• The contribution of a party to the other person's education or increased earning ability

Child Custody and Support

An important concern for the Wisconsin divorce court is the welfare of the children involved in divorce cases. Sometimes, the court will issue a temporary order regarding child custody and child support providing for the children's needs while the parents deal with their divorce issues.

Child Custody

In any Wisconsin divorce case involving minor children, the court will determine who gains custody of the children. To determine custody, the court considers the following factors:

  • The parents' wishes
  • The child's wishes
  • The child's relationship with parents and siblings
  • The parents' past relationship with the child
  • The child's adjustment to community, home, school, and religious faith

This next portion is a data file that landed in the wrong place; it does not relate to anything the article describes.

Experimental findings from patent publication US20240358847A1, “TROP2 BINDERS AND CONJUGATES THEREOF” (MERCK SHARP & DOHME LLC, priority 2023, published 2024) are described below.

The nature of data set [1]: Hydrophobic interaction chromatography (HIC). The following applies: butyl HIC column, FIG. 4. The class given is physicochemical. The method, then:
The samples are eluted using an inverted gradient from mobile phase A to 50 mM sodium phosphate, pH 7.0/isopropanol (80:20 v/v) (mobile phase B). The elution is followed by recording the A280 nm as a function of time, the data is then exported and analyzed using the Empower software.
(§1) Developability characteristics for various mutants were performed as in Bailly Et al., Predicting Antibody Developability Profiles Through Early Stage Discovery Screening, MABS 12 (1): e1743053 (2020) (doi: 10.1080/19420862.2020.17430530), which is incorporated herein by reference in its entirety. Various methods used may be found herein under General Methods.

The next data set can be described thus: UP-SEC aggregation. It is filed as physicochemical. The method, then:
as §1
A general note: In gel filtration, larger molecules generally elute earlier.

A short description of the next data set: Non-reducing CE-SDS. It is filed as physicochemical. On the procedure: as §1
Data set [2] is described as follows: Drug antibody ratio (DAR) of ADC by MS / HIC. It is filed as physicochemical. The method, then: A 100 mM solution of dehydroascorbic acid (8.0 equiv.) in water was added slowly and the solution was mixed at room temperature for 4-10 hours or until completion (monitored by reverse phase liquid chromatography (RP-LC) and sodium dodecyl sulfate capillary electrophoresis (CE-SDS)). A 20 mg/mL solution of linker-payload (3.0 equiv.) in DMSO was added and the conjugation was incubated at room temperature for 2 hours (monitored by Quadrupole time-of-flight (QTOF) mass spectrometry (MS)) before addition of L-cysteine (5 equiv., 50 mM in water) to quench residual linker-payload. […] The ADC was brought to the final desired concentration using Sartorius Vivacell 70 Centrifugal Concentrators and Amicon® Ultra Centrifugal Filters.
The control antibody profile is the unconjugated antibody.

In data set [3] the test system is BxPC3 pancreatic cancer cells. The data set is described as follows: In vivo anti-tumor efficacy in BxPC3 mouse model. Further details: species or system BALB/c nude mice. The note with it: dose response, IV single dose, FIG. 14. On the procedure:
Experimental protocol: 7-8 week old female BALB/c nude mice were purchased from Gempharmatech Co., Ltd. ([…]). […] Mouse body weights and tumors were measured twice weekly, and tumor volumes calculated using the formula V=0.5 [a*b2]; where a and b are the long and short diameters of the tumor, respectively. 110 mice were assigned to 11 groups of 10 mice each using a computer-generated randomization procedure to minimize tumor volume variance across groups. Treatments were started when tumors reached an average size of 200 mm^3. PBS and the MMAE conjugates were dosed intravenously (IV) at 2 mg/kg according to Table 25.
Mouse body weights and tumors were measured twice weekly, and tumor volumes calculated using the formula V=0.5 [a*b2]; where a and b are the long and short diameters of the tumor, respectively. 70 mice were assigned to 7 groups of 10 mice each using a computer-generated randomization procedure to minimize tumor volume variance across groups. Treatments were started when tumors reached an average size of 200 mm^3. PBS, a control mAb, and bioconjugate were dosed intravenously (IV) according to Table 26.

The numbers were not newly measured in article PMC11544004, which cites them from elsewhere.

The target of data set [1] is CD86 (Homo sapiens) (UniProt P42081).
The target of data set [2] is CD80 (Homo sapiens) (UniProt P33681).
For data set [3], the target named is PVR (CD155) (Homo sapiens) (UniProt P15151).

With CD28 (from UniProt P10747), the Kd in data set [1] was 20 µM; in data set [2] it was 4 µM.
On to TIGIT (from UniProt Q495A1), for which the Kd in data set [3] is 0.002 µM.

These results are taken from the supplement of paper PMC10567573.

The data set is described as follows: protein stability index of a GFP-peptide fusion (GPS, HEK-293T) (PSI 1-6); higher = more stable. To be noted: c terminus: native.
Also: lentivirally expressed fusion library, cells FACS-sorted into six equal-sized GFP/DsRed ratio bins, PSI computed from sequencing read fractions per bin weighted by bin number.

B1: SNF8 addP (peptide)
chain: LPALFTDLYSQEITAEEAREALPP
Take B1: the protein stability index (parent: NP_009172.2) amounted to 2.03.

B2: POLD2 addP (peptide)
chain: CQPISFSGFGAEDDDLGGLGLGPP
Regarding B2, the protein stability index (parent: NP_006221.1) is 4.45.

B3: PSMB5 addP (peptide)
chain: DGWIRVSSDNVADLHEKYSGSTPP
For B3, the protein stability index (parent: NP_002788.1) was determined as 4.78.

• The child's age and development and physical needs
  • Whether someone in the child's household has a mental or physical impairment that negatively impacts the child
  • The need for regular visits with the parents
  • Access to child care services
  • The level of cooperation between the parents
  • Whether each parent is capable of encouraging the child to have a relationship with the other parent
  • Any evidence of abuse
  • A parent's criminal record
  • Any evidence of spousal abuse
  • Whether a parent has a dependency on drugs or alcohol
  • Reports from experts, such as counselors and other professionals

Child Support

In Wisconsin, child support payments are calculated pursuant to the state's child support guidelines. The Wisconsin Department of Children and Families has a comprehensive list of child support calculators on its website.

Making a Decision

Fortunately, Wisconsin has made divorce relatively straightforward for couples who wish to end their marriage. Although it is possible to handle your own divorce, spouses with more complex issues should consult with an attorney before deciding to move forward with their case.

Was this page useful?
Related & Popular
Wisconsin Divorce